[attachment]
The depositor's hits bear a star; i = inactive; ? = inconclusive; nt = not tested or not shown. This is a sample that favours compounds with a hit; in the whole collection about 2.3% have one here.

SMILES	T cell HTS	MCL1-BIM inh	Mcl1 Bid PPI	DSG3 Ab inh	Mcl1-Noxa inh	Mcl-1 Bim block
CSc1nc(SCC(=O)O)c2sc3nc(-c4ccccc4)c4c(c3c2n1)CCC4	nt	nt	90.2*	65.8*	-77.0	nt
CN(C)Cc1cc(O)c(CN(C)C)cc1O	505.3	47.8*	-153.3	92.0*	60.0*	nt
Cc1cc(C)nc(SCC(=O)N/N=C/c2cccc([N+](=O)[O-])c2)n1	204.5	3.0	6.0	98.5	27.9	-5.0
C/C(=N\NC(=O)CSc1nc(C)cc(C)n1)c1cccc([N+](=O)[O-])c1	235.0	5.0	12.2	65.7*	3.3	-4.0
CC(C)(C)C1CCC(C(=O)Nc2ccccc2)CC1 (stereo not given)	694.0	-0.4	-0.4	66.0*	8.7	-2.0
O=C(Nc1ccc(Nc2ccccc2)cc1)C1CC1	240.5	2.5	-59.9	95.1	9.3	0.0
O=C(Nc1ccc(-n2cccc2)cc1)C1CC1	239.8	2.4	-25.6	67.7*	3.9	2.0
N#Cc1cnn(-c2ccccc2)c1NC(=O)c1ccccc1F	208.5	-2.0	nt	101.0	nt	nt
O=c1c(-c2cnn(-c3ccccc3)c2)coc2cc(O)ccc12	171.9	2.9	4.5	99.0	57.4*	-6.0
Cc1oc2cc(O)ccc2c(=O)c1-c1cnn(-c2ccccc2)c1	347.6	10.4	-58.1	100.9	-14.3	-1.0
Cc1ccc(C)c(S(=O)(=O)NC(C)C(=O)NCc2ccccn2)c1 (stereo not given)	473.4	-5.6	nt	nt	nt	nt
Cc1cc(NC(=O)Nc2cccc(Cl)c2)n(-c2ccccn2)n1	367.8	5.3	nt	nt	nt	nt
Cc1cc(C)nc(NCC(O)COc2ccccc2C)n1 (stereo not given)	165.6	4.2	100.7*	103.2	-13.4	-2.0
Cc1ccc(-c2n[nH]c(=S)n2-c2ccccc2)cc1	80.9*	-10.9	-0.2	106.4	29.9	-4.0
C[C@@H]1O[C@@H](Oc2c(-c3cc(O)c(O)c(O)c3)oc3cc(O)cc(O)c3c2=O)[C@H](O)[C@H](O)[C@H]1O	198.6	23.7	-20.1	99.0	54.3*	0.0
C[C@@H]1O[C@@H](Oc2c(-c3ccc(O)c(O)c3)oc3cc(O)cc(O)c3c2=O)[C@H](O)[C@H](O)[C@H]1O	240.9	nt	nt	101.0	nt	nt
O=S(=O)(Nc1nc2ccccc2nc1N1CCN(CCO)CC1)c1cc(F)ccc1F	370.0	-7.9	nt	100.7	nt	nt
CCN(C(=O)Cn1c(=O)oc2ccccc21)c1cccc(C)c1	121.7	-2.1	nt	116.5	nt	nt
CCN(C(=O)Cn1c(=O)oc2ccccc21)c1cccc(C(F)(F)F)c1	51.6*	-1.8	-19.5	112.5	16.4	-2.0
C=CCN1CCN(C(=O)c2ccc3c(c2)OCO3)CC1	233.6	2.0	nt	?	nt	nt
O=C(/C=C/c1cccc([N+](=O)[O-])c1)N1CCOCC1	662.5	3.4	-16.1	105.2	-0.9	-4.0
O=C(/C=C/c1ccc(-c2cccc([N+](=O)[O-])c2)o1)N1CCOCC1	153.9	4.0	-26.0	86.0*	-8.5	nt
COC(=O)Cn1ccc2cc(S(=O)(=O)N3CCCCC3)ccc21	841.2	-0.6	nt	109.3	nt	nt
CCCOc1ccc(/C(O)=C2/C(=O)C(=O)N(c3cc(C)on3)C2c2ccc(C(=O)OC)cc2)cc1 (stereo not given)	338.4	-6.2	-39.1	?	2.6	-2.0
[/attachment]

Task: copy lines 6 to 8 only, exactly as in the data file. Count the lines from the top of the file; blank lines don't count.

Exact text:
C/C(=N\NC(=O)CSc1nc(C)cc(C)n1)c1cccc([N+](=O)[O-])c1	235.0	5.0	12.2	65.7*	3.3	-4.0
CC(C)(C)C1CCC(C(=O)Nc2ccccc2)CC1 (stereo not given)	694.0	-0.4	-0.4	66.0*	8.7	-2.0
O=C(Nc1ccc(Nc2ccccc2)cc1)C1CC1	240.5	2.5	-59.9	95.1	9.3	0.0